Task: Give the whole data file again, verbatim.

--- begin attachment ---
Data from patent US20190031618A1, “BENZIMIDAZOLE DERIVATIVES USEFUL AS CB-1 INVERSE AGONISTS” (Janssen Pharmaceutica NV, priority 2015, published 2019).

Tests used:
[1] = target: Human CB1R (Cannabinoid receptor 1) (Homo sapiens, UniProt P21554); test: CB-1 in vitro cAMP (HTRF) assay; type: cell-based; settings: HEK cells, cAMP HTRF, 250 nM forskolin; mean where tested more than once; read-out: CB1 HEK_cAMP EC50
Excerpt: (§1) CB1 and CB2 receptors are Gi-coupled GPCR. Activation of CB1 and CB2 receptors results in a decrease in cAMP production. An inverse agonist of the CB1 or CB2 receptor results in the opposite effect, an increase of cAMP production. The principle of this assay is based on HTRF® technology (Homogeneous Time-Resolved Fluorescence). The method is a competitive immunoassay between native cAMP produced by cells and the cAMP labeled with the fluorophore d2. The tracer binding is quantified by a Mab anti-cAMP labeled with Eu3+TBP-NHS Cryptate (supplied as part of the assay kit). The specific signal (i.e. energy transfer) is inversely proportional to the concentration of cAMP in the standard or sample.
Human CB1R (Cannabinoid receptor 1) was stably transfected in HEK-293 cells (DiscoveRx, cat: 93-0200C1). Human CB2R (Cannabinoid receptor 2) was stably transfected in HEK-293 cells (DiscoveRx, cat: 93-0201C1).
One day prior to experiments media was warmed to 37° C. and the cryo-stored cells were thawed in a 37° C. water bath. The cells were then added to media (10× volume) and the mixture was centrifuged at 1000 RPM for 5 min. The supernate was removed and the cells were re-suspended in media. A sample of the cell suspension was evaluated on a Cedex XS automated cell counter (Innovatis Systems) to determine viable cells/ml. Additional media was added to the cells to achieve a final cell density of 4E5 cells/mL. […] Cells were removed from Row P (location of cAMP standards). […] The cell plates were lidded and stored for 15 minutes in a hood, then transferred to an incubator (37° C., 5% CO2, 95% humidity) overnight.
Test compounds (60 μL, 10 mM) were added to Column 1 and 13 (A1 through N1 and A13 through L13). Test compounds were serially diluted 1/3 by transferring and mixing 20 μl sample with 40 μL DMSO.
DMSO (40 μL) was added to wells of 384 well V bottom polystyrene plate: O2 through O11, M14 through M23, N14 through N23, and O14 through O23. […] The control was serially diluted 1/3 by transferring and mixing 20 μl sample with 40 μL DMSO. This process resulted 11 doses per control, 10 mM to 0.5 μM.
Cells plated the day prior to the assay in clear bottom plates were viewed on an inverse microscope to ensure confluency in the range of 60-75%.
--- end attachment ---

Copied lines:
Data from patent US20190031618A1, “BENZIMIDAZOLE DERIVATIVES USEFUL AS CB-1 INVERSE AGONISTS” (Janssen Pharmaceutica NV, priority 2015, published 2019).

Tests used:
[1] = target: Human CB1R (Cannabinoid receptor 1) (Homo sapiens, UniProt P21554); test: CB-1 in vitro cAMP (HTRF) assay; type: cell-based; settings: HEK cells, cAMP HTRF, 250 nM forskolin; mean where tested more than once; read-out: CB1 HEK_cAMP EC50
Excerpt: (§1) CB1 and CB2 receptors are Gi-coupled GPCR. Activation of CB1 and CB2 receptors results in a decrease in cAMP production. An inverse agonist of the CB1 or CB2 receptor results in the opposite effect, an increase of cAMP production. The principle of this assay is based on HTRF® technology (Homogeneous Time-Resolved Fluorescence). The method is a competitive immunoassay between native cAMP produced by cells and the cAMP labeled with the fluorophore d2. The tracer binding is quantified by a Mab anti-cAMP labeled with Eu3+TBP-NHS Cryptate (supplied as part of the assay kit). The specific signal (i.e. energy transfer) is inversely proportional to the concentration of cAMP in the standard or sample.
Human CB1R (Cannabinoid receptor 1) was stably transfected in HEK-293 cells (DiscoveRx, cat: 93-0200C1). Human CB2R (Cannabinoid receptor 2) was stably transfected in HEK-293 cells (DiscoveRx, cat: 93-0201C1).
One day prior to experiments media was warmed to 37° C. and the cryo-stored cells were thawed in a 37° C. water bath. The cells were then added to media (10× volume) and the mixture was centrifuged at 1000 RPM for 5 min. The supernate was removed and the cells were re-suspended in media. A sample of the cell suspension was evaluated on a Cedex XS automated cell counter (Innovatis Systems) to determine viable cells/ml. Additional media was added to the cells to achieve a final cell density of 4E5 cells/mL. […] Cells were removed from Row P (location of cAMP standards). […] The cell plates were lidded and stored for 15 minutes in a hood, then transferred to an incubator (37° C., 5% CO2, 95% humidity) overnight.
Test compounds (60 μL, 10 mM) were added to Column 1 and 13 (A1 through N1 and A13 through L13). Test compounds were serially diluted 1/3 by transferring and mixing 20 μl sample with 40 μL DMSO.
DMSO (40 μL) was added to wells of 384 well V bottom polystyrene plate: O2 through O11, M14 through M23, N14 through N23, and O14 through O23. […] The control was serially diluted 1/3 by transferring and mixing 20 μl sample with 40 μL DMSO. This process resulted 11 doses per control, 10 mM to 0.5 μM.
Cells plated the day prior to the assay in clear bottom plates were viewed on an inverse microscope to ensure confluency in the range of 60-75%.